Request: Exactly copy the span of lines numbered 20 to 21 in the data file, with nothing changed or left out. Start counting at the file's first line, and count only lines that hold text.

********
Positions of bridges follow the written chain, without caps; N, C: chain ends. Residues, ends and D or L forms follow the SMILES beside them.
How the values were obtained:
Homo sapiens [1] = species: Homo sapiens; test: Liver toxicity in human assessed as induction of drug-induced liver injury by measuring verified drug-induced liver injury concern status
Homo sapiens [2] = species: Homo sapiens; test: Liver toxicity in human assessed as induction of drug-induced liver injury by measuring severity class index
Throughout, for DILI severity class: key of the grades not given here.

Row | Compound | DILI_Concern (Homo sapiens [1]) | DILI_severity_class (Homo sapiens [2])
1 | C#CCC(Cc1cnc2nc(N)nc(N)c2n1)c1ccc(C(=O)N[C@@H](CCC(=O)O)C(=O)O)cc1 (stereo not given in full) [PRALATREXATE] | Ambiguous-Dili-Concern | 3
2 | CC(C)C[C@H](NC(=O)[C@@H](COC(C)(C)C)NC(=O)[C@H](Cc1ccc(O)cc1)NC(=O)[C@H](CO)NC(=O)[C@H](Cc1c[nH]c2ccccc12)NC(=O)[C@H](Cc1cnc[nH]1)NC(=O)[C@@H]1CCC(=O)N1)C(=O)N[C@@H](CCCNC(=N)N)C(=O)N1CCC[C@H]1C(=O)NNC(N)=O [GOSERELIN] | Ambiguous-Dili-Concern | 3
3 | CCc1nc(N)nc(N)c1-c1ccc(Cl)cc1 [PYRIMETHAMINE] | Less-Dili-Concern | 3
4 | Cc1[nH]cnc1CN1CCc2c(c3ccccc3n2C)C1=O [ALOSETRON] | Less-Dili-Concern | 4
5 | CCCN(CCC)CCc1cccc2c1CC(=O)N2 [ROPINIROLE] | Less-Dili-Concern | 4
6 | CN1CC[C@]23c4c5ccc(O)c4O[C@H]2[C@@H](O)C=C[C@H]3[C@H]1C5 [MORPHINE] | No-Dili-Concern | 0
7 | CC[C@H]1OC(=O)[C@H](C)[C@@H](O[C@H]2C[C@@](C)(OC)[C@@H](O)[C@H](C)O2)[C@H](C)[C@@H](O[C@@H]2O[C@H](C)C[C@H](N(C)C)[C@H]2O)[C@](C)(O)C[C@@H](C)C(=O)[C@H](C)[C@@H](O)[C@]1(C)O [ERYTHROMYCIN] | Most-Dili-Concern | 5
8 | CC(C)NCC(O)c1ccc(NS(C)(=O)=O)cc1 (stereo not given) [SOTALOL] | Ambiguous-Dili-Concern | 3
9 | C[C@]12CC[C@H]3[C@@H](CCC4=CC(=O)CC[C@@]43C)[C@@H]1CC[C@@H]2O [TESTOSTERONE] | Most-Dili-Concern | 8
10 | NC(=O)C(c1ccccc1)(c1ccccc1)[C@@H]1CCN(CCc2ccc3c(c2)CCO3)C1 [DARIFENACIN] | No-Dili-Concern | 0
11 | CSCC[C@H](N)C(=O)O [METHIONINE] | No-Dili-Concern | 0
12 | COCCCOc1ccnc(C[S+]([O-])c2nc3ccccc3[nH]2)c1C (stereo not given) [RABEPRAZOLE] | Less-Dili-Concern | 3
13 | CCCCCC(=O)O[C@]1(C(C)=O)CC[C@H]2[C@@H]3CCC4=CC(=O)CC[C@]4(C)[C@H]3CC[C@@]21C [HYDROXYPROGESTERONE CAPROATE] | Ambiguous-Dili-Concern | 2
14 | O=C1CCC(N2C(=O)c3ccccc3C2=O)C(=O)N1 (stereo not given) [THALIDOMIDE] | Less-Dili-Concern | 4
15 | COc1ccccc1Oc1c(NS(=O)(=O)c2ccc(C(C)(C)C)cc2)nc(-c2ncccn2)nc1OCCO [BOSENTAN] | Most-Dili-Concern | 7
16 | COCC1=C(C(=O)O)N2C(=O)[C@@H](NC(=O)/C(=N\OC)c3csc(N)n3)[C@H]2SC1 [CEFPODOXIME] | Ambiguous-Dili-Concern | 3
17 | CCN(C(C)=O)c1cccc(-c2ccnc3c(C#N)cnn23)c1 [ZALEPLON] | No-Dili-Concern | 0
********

14 | O=C1CCC(N2C(=O)c3ccccc3C2=O)C(=O)N1 (stereo not given) [THALIDOMIDE] | Less-Dili-Concern | 4
15 | COc1ccccc1Oc1c(NS(=O)(=O)c2ccc(C(C)(C)C)cc2)nc(-c2ncccn2)nc1OCCO [BOSENTAN] | Most-Dili-Concern | 7